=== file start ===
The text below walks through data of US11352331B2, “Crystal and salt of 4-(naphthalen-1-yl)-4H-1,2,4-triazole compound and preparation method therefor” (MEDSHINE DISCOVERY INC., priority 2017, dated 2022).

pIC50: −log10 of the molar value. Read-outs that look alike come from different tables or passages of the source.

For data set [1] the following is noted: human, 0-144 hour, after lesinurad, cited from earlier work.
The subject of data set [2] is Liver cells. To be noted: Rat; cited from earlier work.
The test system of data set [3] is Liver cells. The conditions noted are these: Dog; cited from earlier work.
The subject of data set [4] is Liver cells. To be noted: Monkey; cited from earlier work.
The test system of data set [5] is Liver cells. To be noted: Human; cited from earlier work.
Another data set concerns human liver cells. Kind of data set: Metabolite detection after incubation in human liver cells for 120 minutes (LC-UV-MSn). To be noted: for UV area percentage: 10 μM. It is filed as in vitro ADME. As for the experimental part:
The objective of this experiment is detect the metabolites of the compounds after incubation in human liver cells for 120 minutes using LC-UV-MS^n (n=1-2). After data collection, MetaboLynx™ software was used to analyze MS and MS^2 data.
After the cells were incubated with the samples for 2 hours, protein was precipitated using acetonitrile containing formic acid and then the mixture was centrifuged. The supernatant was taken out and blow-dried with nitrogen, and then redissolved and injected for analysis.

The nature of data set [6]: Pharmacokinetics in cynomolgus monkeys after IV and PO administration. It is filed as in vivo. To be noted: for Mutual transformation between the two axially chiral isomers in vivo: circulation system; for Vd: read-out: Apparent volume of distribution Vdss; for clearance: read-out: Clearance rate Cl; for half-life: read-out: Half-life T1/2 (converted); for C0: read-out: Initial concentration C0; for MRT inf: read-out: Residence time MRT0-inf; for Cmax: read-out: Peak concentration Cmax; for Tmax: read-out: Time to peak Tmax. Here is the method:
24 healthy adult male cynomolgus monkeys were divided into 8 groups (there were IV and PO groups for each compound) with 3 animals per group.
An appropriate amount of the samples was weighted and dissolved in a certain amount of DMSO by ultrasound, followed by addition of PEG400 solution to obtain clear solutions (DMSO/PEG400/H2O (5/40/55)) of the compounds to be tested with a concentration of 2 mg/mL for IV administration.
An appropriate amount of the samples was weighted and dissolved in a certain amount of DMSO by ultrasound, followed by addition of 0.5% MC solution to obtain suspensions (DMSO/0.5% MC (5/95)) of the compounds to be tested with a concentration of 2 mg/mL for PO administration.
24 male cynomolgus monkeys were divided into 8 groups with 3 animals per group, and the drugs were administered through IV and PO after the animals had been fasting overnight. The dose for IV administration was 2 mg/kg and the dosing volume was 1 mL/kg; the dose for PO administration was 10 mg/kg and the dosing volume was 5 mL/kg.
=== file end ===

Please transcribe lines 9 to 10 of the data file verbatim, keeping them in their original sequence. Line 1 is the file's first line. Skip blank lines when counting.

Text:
The objective of this experiment is detect the metabolites of the compounds after incubation in human liver cells for 120 minutes using LC-UV-MS^n (n=1-2). After data collection, MetaboLynx™ software was used to analyze MS and MS^2 data.
After the cells were incubated with the samples for 2 hours, protein was precipitated using acetonitrile containing formic acid and then the mixture was centrifuged. The supernatant was taken out and blow-dried with nitrogen, and then redissolved and injected for analysis.